• Unfollow the group: Stay a member of the group but stop getting updates in news feed.

Filter and Group Posts by Creating Lists

A simple way to segregate some of the content from your news feed into a separate interface is to create lists on topics of your interests. To do so, click on ‘Interests’ in the column on the left, click on ‘Add Interests’.

Now, you can join a public list or ‘Create List’ of your own. You can add pages or friends to the list and all the posts from the list’s members will be seen here. To see a list, just click on the list’s name in the side column.


My experience: Lists have been super effective for me to segregate content from pages and stories shared by my friends. In fact, I am also considering grouping up my friends into lists so that I can get all updates from a specific group of friends in one go.

Hide Ads or Give Feedback to Improve Them

Facebook often inserts ads into your news stream and you can hide them to signal to Facebook that ‘This ad is not relevant for me.’ You can also mark it as useful if that is something relevant and you would like to see more of that type.

Obviously, there is no direct method of stopping Facebook from showing you all the ads. You can do that using external Adblock service.


My experience: As a member of online publishing industry, I am personally not much in favor of Ad blockers. It hurts website revenue and thus leads to degrading of the content as there is a direct impact on the kind of people who the blog can hire.

Occasionally, I do hide ads or give a feedback for some service’s adverts if its is a service that can be really useful for me.

Bulk Update Your News Feed Preferences

News Feed Preferences can be accessed by clicking on the down-arrow in the top right corner of the Facebook page.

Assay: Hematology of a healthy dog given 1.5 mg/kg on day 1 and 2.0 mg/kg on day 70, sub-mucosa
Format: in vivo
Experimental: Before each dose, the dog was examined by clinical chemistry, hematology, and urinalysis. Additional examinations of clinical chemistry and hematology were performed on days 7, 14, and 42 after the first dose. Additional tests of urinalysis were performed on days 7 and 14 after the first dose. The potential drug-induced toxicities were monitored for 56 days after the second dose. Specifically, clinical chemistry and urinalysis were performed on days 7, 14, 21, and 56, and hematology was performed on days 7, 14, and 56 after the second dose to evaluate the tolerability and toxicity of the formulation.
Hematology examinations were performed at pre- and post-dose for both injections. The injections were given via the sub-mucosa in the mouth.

News Feed Preferences have 3 primary options:

  • Prioritize who to see first
    Select all the people and pages whose stories you want to see right away.
  • Unfollow people to hide their posts
    A single location to hide stories from everyone who bugs you.
  • Reconnect with people you unfollowed
    Someone you followed had an enlightening moment and you want to follow them again? You can do so from here.


Bonus: 3 Chrome Extensions to Tweak Facebook News Feed

These are several extensions that you can use to tweak the Facebook interface and news feed. Some of these extensions have overlapping features and you can pick one that suits you best.

  1. Friends Feed
    Shows stories only from friends and pages you follow. Passive posts, inserted into your news feed because of some action taken by someone you know, can be completely hidden or faded away.
  2. FB Purity – Clean up Facebook
    This one is a truly awesome extension that can hide ads, game spam, sponsored posts and other generally annoying stuff in your news feed. The extension has extensive settings and you can pick the components that you want to hide.
  3. Detox Facebook
    This extension goes extreme and replaces your news feed with a series of posts from a decently broad set of sites. You can choose the days and times for detox to activate. This can be useful as trigger for you to get off Facebook and back to some (hopefully) productive stuff.It’s easy to turn it On or Off using the toggle button at the top.

My experience: FB Purity offers a balance of features and several customization options that make it my choice of extension to keep for Facebook.

Settings I use

  • Top Stories
  • Occasionally hide posts from some friends.
  • Moving towards hiding posts from several pages I like and instead add them to a private list.
  • Still figuring out the best way to filter group posts
  • Have multiple active lists – some for pages, other for friends
  • Don’t block ads, occasionally leave feedback.
  • Have several friends and some pages prioritized and a few hidden.
  • Using FB Purity and customizing the settings to get a Facebook interface I like.

Parting Thoughts

There are tons of settings that you can tweak to affect the news feed interface. These settings will probably change over time and we will get back to this article to update it periodically. Till then, I hope to settle on a set of custom settings that will keep me from unnecessarily wasting time on Facebook.

What settings, tricks or tools do you use for tweaking your Facebook news feed? We would love to hear about any tips that we missed in the comments below.

Meanwhile, if you want to see our content in your news feed, head over to our Facebook page.